Madam Folly gives no thought to her own fate (5:6; 9:13), nor does she warn men that following her leads inevitably to death (2:18-19; 6:26; 7:22-23; 9:18). If Dame Wisdom appeals to the spiritual, Madam Folly stimulates the sensual impulses of the simple. She dresses seductively (7:10) and speaks erotically of her bed with its spices and expensive coverings (7:16-17). She offers to satiate her victim with love.
While Madam Folly may offer some outward beauty, I am not so certain that she is as beautiful as we might suppose. In Proverbs 2:17 we are told that she “leaves the companion of her youth.” She is apparently a woman who has been married for a number of years. Perhaps her makeup is used to cover wrinkles, her sleek black hair may have come from a bottle of dye, covering those gray hairs which accompany age.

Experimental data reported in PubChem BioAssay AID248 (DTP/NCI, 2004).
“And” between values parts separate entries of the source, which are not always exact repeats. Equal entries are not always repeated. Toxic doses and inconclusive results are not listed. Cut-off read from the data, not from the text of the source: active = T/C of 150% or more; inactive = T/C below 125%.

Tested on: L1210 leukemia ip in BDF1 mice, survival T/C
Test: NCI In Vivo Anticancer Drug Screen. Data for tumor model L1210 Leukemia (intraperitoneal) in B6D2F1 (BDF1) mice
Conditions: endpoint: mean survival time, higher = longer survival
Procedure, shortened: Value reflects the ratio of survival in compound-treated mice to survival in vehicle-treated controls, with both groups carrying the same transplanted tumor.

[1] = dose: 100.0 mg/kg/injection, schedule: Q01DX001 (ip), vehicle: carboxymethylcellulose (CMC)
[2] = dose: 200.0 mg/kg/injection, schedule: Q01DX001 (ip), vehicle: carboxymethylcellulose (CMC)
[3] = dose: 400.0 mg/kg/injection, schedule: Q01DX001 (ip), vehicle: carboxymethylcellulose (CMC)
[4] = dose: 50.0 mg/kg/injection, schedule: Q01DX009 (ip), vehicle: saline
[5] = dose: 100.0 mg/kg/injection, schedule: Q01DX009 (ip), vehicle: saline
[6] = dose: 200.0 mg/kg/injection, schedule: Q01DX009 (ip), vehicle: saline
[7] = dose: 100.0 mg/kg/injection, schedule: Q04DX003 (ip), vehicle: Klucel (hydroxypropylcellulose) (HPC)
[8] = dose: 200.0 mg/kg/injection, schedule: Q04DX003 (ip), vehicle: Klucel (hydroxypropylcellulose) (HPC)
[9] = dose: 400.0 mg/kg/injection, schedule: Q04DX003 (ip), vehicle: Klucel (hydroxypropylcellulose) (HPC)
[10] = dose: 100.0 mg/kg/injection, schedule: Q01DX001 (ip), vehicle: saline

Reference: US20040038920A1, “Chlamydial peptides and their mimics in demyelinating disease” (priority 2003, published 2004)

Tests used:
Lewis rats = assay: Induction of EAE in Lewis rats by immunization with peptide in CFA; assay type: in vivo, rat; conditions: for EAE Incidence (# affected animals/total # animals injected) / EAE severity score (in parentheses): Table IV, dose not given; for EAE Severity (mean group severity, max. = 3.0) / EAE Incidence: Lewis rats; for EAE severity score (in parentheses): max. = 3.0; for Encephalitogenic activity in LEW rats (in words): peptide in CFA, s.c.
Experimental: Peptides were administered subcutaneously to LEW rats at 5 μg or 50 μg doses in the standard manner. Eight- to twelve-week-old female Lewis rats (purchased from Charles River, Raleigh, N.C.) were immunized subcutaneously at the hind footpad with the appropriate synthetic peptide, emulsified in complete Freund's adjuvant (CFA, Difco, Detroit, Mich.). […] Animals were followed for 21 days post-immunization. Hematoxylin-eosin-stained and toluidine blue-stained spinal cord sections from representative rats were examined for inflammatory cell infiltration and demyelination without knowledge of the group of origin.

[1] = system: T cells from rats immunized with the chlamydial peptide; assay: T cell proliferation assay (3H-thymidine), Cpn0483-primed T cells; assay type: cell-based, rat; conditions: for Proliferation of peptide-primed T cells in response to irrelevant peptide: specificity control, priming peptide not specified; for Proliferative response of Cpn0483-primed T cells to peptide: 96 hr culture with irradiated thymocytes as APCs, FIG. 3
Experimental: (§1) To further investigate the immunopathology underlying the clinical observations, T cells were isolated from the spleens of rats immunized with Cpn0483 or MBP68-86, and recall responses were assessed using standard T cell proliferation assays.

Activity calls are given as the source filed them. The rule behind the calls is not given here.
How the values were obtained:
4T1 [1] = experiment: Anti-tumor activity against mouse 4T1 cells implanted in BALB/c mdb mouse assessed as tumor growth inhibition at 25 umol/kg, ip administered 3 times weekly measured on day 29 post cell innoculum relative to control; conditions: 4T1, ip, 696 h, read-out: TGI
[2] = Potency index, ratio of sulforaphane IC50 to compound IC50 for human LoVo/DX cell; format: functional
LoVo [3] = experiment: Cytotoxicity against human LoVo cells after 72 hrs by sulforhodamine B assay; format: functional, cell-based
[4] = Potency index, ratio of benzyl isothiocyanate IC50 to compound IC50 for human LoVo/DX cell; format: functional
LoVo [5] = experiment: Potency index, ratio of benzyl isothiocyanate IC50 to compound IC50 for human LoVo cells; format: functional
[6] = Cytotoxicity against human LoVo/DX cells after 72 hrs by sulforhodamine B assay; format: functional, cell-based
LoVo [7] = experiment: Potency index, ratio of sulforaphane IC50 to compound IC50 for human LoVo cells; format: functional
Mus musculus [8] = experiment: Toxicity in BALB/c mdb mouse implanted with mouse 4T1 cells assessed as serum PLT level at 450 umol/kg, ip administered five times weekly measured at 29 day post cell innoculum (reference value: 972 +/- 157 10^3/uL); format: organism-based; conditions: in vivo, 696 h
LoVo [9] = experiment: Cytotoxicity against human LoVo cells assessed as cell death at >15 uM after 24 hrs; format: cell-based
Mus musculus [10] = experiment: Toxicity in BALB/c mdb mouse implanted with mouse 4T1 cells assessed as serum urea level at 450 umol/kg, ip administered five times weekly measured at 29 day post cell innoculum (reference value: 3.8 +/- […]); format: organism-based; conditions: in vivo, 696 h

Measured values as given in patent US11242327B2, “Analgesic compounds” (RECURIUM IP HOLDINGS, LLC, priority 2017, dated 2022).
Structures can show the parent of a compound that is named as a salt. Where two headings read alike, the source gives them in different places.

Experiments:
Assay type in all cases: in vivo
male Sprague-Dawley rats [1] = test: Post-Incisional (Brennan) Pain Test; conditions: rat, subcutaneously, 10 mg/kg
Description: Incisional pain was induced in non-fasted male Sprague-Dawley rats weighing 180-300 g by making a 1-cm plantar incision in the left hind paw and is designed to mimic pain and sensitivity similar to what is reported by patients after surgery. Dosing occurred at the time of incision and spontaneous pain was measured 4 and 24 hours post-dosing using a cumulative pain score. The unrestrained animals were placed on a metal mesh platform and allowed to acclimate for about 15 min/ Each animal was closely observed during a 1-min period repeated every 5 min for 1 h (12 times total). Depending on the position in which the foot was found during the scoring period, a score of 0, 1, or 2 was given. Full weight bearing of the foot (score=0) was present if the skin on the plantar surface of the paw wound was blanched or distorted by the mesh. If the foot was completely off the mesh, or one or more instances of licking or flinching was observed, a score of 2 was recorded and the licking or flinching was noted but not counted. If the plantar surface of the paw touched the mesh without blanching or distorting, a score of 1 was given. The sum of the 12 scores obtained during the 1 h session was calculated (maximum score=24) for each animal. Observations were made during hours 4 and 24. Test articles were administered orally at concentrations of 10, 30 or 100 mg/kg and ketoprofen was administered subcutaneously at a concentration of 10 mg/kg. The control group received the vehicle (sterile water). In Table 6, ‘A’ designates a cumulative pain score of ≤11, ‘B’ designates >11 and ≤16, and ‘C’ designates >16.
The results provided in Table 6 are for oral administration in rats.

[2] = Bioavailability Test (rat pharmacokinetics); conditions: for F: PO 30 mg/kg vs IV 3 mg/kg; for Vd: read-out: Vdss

Whether or not you agree with me that Madam Folly is not quite so young and pretty, I will admit that she does have some outward beauty (6:25). But her primary weapon is not her beauty; it is her tongue.
For the lips of an adulteress drip honey, And smoother than oil is her speech; But in the end she is bitter as wormwood, Sharp as a two-edged sword (5:3-4; cf. also 2:16; 7:5; 22:14).
The one thing which Madam Folly knows better than anyone is how to flatter her victim. There is a proverb (of sorts) which says, “The way to a man’s heart is through his stomach.” Madam Folly knew this, and a dinner invitation was a part of her seductive ploy (7:14), but the way to disarm a man is by appealing to his ego. Madam Folly approached the young man with these words,
“Therefore I have come out to meet you, To seek your presence earnestly, and I have found you” (7:15).